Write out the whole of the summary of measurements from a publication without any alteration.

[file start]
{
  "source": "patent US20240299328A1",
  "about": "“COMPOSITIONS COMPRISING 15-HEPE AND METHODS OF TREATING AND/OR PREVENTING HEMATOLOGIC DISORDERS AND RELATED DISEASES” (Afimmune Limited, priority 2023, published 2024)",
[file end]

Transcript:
{
  "source": "patent US20240299328A1",
  "about": "“COMPOSITIONS COMPRISING 15-HEPE AND METHODS OF TREATING AND/OR PREVENTING HEMATOLOGIC DISORDERS AND RELATED DISEASES” (Afimmune Limited, priority 2023, published 2024)",